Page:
This post is about two and a half weeks late. Apologies.
April 9th The Picardo P-Patch in Seattle, Washington hosted a gardener gathering to kick off the spring growing season.
According to Trent Elwing, organizer, “Tours were part of Saturday’s (4/9/11) activities including a stop at Picaloo. Gardeners got a how-to on making deposits and then the porch floor was swung up for the turd’s eye view.”
The P-Patch is a community garden where neighborhood residents keep plots. The Picaloo is a Clivus Multrum M54 Trailhead that’s available year round to gardeners.
Enjoy a few photos from the event courtesy of Trent:
The New York Times covers the new Subway at the Freedom Tower Construction site. Clivus Multrum composting toilets serve the workers and will rise with the building as it goes up. The Subway restaurant will provide lunch in the sky so workers don’t have to travel as far. All the food waste from Subway will be composted in a Clivus Multrum composter and eventually used as fertilizer.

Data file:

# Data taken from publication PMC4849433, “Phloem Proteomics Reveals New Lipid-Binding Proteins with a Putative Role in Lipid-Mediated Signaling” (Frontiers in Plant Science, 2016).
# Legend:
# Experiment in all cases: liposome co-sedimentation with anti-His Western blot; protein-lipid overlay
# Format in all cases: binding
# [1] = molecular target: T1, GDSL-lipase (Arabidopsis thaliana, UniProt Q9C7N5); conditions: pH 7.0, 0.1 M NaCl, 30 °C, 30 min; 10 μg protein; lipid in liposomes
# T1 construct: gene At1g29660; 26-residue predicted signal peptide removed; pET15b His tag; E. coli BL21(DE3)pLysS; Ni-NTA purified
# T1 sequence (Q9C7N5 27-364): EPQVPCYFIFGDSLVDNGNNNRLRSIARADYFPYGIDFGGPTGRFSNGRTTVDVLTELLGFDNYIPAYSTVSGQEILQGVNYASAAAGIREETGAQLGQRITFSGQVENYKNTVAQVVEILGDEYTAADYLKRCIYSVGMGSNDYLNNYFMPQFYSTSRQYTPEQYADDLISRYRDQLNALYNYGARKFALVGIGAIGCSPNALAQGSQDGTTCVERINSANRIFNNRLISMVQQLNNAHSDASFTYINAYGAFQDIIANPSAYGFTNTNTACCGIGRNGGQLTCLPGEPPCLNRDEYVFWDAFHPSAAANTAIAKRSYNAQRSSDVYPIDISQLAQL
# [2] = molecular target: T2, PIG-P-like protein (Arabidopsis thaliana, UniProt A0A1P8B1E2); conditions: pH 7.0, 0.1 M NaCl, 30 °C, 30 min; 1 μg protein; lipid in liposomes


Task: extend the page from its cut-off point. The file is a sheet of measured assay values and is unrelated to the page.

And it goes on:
A few notes on the NYT article: “The waterless toilets and urinals are cleaned by negative pressure that pulls the waste into an evaporator that turns much of the sewage into steam.” is not quite accurate. The negative pressure neither cleans the toilets nor moves the waste. Here’s what we think the author was getting at: The waterless toilets and urinals are kept odorless by negative pressure that pulls air down through the composters and out through a chimney. Gravity and a small amount of soap convey the waste to a tank where liquids are separated and pumped to an evaporator while feces are composted. Both these processes dramatically reduce the volume of waste.
Read full article >>
Source: New York Times, New York City, NY